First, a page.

3D CAD Modeling Overview
What are 3D Models?
3D Modeling is the process of developing a representation of a three-dimensional object through the use of computer software. The product of which is called a 3D model.
Unlike 2D drafting tools, 3D modeling technology provides a more thorough and complete representation of a design, from the way parts fit and move together, to other characteristics such as size, strength, interferences, and mass.
The Benefits of 3D Modeling
3D modeling offers many benefits over traditional pencil and paper drafting, and even 2D computer drawing packagaes such as AutoCAD.
Some of these benefits are listed below:
- Fully defined and detailed three-dimensional models and assemblies. Every component can be individually modeled and assembled, giving you the ability to understand the way things interface with one another and allowing you to see things you might have otherwise missed in the 2D representations.
- Interference checks. Unlike 2D models, 3D assemblies can be rotated around to check for interferences, clearances and other concerns. Many 3D modeling programs have tools that will even check for interferences for you.
- Design flexibility and ease of modification. With 3D models, most dimensions and relations are associative or parametric, meaning if you change one dimension, the remaining dimensions and mating parts will move accordingly. Previously on paper or with AutoCAD, one dimension change could force you to erase half of your work and redraw the new areas completely.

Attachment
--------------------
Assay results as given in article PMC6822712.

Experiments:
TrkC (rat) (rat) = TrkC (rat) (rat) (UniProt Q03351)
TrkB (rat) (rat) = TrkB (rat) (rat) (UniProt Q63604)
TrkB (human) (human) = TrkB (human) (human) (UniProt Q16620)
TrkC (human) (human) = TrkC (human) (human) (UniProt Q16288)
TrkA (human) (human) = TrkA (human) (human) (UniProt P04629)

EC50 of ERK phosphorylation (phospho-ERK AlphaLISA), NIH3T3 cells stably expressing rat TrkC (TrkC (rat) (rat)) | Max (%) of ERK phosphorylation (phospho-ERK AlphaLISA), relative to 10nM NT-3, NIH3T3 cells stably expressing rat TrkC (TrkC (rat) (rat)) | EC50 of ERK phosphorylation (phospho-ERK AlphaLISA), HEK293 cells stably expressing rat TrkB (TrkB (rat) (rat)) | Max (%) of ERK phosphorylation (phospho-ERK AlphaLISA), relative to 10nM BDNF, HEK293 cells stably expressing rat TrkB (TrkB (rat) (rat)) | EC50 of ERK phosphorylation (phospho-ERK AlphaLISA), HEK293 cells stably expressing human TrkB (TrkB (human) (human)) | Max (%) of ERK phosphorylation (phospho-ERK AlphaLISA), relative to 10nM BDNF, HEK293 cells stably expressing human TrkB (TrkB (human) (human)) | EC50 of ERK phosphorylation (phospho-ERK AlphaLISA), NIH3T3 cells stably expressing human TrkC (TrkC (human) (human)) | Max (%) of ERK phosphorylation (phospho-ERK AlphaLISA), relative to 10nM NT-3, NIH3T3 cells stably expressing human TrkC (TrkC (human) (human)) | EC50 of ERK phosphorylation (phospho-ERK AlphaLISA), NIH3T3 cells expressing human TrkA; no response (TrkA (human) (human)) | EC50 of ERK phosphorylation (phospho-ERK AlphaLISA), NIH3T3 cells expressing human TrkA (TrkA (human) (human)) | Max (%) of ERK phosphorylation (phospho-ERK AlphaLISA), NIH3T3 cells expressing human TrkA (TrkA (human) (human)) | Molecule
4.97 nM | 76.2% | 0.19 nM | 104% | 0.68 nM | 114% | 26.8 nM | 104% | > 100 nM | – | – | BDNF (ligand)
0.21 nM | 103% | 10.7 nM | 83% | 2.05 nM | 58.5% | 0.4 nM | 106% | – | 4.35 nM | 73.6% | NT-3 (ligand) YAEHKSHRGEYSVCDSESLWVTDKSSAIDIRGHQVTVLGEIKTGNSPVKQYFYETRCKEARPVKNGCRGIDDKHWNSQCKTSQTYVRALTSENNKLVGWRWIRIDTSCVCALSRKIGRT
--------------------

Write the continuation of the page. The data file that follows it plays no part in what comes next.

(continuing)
- Hardware Libraries
- Mass properties
- Strength and force analysis (FEA)
- Animation and simulation capabilities
Why we use 3D Modeling in Robotics
- Strength Analysis – You can run simple tests to see if parts are going to break.
- Bill of Materials (BOM) – With part numbers and model trees, you can more easily track the required parts to build your robot and later account for them when creating a BOM during inspection.
- Interference Detection – You can see if your parts are going to interfere before you make them
- Mass and Center of Gravity (CG) Calculations – You can see how much your robot will weigh, and figure out if it will tip over when the arm is extended.
- Integration and Aesthetics – You can make your parts look good and more easily integrate sub-systems.
The following is a list of common 3D modeling programs used in the design and drafting industries. It does not include programs used for animation and other photo-realistic applications.
- Creo (Pro/Engineer)
- Autodesk Inventor
- Solid Edge